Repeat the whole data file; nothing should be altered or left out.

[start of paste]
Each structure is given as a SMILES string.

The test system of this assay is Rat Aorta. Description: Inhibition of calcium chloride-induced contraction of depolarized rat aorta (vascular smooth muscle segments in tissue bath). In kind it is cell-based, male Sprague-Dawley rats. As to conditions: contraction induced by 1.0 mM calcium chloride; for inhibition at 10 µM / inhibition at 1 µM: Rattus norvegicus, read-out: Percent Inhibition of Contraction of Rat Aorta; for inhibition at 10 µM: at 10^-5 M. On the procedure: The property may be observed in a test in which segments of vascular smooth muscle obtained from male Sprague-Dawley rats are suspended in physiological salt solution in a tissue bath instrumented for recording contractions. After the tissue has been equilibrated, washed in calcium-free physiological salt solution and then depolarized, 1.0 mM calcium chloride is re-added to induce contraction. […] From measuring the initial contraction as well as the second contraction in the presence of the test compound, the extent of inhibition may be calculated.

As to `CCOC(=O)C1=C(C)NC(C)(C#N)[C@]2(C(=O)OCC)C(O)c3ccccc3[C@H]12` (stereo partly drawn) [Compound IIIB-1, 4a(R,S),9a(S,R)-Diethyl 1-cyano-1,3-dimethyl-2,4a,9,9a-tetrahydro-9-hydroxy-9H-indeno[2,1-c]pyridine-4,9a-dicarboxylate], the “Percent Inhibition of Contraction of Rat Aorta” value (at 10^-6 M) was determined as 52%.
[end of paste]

Each structure is given as a SMILES string.

The test system of this assay is Rat Aorta. Description: Inhibition of calcium chloride-induced contraction of depolarized rat aorta (vascular smooth muscle segments in tissue bath). In kind it is cell-based, male Sprague-Dawley rats. As to conditions: contraction induced by 1.0 mM calcium chloride; for inhibition at 10 µM / inhibition at 1 µM: Rattus norvegicus, read-out: Percent Inhibition of Contraction of Rat Aorta; for inhibition at 10 µM: at 10^-5 M. On the procedure: The property may be observed in a test in which segments of vascular smooth muscle obtained from male Sprague-Dawley rats are suspended in physiological salt solution in a tissue bath instrumented for recording contractions. After the tissue has been equilibrated, washed in calcium-free physiological salt solution and then depolarized, 1.0 mM calcium chloride is re-added to induce contraction. […] From measuring the initial contraction as well as the second contraction in the presence of the test compound, the extent of inhibition may be calculated.

As to `CCOC(=O)C1=C(C)NC(C)(C#N)[C@]2(C(=O)OCC)C(O)c3ccccc3[C@H]12` (stereo partly drawn) [Compound IIIB-1, 4a(R,S),9a(S,R)-Diethyl 1-cyano-1,3-dimethyl-2,4a,9,9a-tetrahydro-9-hydroxy-9H-indeno[2,1-c]pyridine-4,9a-dicarboxylate], the “Percent Inhibition of Contraction of Rat Aorta” value (at 10^-6 M) was determined as 52%.